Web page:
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Case report of a smuggler's dinner: carrots and asparagus, or bolitas?

Adriana M.T.J. Raben, Saffire S.K.S. Phoa, Olivier R.C. Busch, Marcus J. Schultz

Med Sci Monit 2005; 11(12): CS79-81

ID: 438861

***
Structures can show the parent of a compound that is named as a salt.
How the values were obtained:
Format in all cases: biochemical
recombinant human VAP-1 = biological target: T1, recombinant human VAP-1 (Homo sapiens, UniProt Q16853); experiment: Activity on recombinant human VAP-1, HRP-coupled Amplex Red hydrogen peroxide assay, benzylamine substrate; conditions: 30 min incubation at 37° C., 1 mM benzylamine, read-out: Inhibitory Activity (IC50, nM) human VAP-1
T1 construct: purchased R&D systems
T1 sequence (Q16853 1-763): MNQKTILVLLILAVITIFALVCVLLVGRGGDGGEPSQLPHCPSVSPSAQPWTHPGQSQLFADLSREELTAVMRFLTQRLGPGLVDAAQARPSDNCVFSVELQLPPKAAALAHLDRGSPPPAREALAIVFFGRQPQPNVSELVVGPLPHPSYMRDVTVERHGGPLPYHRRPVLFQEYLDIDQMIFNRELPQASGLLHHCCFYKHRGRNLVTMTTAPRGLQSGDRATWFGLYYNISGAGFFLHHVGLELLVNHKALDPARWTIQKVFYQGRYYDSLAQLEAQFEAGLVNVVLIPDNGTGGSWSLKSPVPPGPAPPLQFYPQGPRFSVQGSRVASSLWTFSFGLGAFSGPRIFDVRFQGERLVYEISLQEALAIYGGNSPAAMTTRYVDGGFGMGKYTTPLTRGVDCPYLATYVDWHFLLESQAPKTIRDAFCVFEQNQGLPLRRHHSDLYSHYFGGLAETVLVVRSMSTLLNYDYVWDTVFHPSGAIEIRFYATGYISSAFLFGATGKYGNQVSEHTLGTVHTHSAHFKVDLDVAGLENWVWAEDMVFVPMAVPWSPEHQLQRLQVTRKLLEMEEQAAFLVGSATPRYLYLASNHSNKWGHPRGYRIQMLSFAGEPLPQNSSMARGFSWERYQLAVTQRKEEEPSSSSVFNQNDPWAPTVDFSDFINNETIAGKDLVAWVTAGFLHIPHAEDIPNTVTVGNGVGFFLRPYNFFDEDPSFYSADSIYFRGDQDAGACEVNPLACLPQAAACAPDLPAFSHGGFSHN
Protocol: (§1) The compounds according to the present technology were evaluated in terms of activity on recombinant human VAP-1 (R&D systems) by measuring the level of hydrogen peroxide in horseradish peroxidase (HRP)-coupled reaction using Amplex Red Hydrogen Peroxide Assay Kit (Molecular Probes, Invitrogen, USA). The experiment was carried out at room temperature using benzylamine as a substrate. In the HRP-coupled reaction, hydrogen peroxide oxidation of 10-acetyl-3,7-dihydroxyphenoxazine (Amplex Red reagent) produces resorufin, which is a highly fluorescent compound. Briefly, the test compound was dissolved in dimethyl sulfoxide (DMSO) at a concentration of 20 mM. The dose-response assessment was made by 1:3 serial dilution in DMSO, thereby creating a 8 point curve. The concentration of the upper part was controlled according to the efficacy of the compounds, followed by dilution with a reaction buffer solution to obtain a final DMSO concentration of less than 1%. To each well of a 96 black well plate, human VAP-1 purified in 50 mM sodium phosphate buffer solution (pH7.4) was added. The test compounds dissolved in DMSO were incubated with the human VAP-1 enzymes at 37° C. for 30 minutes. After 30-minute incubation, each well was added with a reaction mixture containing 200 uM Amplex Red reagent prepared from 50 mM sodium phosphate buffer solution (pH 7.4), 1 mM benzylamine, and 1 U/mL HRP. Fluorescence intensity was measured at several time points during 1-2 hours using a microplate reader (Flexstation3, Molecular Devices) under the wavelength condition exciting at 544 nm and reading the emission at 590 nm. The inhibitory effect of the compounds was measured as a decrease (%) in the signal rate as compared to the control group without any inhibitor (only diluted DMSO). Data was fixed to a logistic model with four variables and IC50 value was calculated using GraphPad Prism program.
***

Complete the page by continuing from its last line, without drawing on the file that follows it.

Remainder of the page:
BACKGROUND: Body packing is a distinct method of drug smuggling. Surgeons and intensive care specialists will be confronted with body packers when packets do not pass spontaneously and rupture, causing drug toxicity. CASE REPORT: We report of a 32-year-old Liberian male who presented with abdominal complaints and anxiety after having ingested 50 cocaine-containing packets of which 49 had passed the natural route in the previous days. X-ray of his abdomen showed a structure possibly compatible with a packet in or projected over the stomach. We decided to transfer the patient to the operation theatre for surgical removal via gastrotomy. However, no packet was found. During his first day in the intensive care unit he did not regain consciousness. Repeated urine analyses for cocaine were negative. After one day he deteriorated: he needed circulatory support because of hypotension, without signs of sepsis. Repeated surgery revealed no packet. In the end he turned out not to be suffering from cocaine intoxication. CONCLUSIONS: When confronted with a case of body packing in which packets do not pass spontaneously and produce bowel obstruction or in which badly wrapped packets rupture, causing drug toxicity, it is of utmost importance to establish the nature of the packet's content.

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